Politics

Teresa Sarnoff Is Crushing Rivals in Fundraising for Hotly Contested Commission Seat

Elections are coming up next month in the City of Miami, and in the race for the city's highest-profile commission seat, the fundraising, at least, isn't even close: The big money is in the hands of Teresa Sarnoff, the wife of incumbent Marc Sarnoff.  

Teresa Sarnoff is running to represent District 2, the area that curves along the bayfront, like a deformed French fry, from SW 42nd Avenue (Le Jeune Road) all the way north to Morningside Park, at NW 55th Terrace. The district encompasses Coconut Grove, Brickell Avenue, the eastern part of downtown, and much of Biscayne Boulevard downtown — a huge cut of the city's best real estate.

For the past nine years, the district has been represented by Marc Sarnoff, a prolific dealmaker with a less than pristine reputation who, New Times reported, once lied about his supposedly elite Russian lineage

Marc cannot run again because of term limits. But his wife can. And Teresa, a longtime nonprofit worker who's scored an endorsement from the police union, has raised a whole bunch of money: $659,000, actually, as of October 2, the most recent candidate filing period.

Most of the money has come from realtors, law firms, and private donors — pretty much what you'd expect for a high-money commission race. But Sarnoff has also had some more interesting donors: In September, when she raked in nearly 100 grand, Sarnoff accepted $500 from Sunshine State Parking and received several donations from waste-management-related companies, including $1,000 from All Star Toilet Company, which operates out of tiny Lantana, in Palm Beach County, and rents out portable toilets.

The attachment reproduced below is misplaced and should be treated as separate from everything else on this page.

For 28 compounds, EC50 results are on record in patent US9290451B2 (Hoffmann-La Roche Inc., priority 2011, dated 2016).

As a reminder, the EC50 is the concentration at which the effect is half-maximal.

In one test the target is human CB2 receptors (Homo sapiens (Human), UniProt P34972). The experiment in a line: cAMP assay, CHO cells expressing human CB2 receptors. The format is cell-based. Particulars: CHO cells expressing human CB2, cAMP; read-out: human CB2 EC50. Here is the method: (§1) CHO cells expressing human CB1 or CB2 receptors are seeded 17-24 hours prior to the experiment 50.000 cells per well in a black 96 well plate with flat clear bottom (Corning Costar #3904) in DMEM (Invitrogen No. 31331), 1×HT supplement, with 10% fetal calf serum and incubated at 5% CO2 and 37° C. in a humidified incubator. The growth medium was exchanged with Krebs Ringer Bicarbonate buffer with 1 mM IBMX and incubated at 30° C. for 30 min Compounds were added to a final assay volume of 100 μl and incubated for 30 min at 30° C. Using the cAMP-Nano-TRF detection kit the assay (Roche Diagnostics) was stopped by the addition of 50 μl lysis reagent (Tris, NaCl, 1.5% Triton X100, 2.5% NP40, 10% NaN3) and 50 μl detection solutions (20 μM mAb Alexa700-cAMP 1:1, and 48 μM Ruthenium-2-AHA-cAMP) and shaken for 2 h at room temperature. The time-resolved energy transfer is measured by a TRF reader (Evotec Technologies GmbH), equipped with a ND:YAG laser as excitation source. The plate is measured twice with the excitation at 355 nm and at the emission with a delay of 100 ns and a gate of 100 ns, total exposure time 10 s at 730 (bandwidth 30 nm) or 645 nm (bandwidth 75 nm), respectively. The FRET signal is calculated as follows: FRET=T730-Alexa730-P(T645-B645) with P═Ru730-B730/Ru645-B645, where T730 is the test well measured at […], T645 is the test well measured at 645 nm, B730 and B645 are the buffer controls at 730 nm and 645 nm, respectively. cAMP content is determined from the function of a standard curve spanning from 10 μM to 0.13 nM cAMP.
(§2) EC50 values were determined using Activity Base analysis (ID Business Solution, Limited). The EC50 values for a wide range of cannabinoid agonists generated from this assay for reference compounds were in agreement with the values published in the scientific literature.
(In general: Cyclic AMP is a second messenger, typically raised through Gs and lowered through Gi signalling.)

This past August, Sarnoff also received two $1,000 donations clearly aimed at influencing downtown transportation interests: one from the Florida East Coast Railway and another from Florida East Coast Industries, which operates All Aboard Florida. 

Unsurprisingly, Sarnoff's competitors have raised considerably less money. Grace Solares, a Cuban-born longtime activist, reported $175,000 in donations; Ken Russell, a Coconut Grove neighborhood advocate and business owner, reported $123,000; and Lorry Woods, who owns Elwoods Gastro Pub, reported $23,000. 

The Miami municipal election is set for November 3. 
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Trevor Bach